The players union is worried that teams like the Heat are trying to strong-arm players into making financial sacrifices by triggering hard caps with the use of the non-taxpayer’s mid-level and bi-annual exceptions, as Grantland’s Zach Lowe explains. Clubs can’t exceed the tax apron, the line $4MM above the tax threshold, if they use either the larger mid-level or the bi-annual. Ron Klempner, the interim executive director for the union, argues that such teams can eschew those exceptions and find ways that don’t trigger a hard cap to accommodate contracts for the players they want.
“Teams are being exposed for what they are doing,” Klempner told Lowe. “It has been laid bare. They are hiding behind the rules. Teams like the Heat have the ability to bring back all their players, and give them raises, but they are choosing to go in another direction.”
Here’s more from around the league:
- The Celtics remain on the lookout for players who will appeal to the Wolves in hopes that Minnesota will agree to a deal that sends Kevin Love to Boston, as Gary Washburn of The Boston Globe details.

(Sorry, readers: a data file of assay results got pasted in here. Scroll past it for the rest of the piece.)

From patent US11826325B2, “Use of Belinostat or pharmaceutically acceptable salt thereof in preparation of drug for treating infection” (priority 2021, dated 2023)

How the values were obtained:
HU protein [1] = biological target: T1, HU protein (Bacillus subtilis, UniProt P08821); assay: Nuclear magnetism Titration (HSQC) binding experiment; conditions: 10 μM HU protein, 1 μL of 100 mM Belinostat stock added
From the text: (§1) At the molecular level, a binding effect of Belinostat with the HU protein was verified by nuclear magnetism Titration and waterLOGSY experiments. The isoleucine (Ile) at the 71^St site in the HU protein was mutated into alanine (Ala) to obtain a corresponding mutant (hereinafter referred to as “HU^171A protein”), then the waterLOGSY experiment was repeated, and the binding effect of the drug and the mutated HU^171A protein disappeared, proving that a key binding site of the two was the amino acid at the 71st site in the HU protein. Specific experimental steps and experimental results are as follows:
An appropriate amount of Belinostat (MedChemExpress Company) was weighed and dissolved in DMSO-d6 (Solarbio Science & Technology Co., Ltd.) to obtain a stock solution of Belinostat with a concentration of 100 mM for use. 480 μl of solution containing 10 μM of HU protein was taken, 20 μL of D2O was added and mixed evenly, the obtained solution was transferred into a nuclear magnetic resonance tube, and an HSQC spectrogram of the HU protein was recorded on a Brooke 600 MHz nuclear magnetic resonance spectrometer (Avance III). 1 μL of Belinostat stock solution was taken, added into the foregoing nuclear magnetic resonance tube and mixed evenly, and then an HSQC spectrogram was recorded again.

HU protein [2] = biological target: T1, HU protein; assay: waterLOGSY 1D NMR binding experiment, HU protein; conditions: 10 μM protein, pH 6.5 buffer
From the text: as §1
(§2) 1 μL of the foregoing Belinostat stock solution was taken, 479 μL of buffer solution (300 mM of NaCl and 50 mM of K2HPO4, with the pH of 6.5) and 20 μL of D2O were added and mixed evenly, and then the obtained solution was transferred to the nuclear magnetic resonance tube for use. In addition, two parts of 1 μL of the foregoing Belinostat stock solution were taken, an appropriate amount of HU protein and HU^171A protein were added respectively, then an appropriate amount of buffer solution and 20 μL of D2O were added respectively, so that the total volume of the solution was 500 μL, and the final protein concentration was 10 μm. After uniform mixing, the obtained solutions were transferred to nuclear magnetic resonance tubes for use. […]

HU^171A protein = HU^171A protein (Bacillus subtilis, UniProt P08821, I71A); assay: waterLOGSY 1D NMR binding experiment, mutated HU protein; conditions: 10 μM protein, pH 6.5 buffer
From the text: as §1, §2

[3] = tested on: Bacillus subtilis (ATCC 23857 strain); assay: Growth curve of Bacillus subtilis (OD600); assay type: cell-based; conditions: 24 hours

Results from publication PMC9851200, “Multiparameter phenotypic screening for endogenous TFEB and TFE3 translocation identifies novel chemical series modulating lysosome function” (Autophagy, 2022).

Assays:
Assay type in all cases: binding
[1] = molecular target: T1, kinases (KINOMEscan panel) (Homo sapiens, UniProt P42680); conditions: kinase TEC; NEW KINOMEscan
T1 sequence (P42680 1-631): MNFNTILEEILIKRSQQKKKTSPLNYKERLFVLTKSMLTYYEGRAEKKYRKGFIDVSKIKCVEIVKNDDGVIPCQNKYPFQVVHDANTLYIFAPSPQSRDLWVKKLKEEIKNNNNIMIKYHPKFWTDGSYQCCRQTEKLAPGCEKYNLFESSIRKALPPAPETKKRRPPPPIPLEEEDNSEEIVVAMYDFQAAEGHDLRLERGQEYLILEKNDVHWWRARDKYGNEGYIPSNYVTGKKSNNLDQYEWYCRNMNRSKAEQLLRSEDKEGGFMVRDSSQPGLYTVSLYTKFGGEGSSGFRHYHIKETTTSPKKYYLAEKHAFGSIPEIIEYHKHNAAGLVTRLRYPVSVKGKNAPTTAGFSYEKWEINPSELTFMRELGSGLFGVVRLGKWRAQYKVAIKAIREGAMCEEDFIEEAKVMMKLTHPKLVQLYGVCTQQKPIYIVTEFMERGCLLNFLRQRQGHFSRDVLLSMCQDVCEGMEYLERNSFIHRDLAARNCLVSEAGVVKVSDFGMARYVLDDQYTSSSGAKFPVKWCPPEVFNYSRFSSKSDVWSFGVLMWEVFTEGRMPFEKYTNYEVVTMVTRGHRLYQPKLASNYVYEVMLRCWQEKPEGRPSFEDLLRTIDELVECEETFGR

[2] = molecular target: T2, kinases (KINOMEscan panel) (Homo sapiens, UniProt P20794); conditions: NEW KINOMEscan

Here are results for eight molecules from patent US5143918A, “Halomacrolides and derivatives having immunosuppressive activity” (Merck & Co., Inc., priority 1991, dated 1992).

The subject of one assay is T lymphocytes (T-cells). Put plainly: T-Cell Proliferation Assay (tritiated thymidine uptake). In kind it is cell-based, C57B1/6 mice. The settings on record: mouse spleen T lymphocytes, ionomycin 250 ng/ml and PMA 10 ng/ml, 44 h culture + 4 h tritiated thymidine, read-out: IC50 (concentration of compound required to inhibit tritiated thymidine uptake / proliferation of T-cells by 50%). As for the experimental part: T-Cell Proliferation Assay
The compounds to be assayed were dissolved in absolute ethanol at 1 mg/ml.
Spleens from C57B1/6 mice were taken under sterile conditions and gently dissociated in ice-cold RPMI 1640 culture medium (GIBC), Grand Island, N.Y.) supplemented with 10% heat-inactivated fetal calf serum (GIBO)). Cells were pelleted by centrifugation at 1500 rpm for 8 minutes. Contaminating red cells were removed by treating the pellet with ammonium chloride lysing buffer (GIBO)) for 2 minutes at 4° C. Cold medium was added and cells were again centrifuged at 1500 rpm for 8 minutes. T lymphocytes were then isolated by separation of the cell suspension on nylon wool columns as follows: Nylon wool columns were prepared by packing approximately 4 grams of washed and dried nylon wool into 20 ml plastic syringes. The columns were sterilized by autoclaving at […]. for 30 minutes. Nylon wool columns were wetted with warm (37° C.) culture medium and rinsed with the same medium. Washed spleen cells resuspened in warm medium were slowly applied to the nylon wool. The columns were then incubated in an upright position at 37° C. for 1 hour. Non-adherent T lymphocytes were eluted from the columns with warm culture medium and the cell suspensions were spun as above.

- The Raptors will meet Wednesday with free agent Andray Blatche, tweets Chris Broussard of ESPN.com.
- Former NBA swingman Yakhouba Diawara is working out for the Raptors today in hopes of a comeback, reports Shams Charania of RealGM (Twitter link).
- Sixers second-round pick Vasilije Micic is staying overseas and won’t sign with Philadelphia for this season, reports Keith Pompey of the Philadelphia Inquirer. Micic went 52nd overall last month.
- Janis Timma, the 60th pick in last year’s draft, will also stay overseas this coming season rather than sign with the Grizzlies, who hold his rights, as Ronald Tillery of The Commercial Appeal writes in a subscription-only piece.
- The Jazz, Rockets and Warriors all recently auditioned Tyler Honeycutt, but the former Kings small forward has signed a two-year deal with Russia’s Khimki Moscow, the team announced (translation via Sportando’s Emiliano Carchia).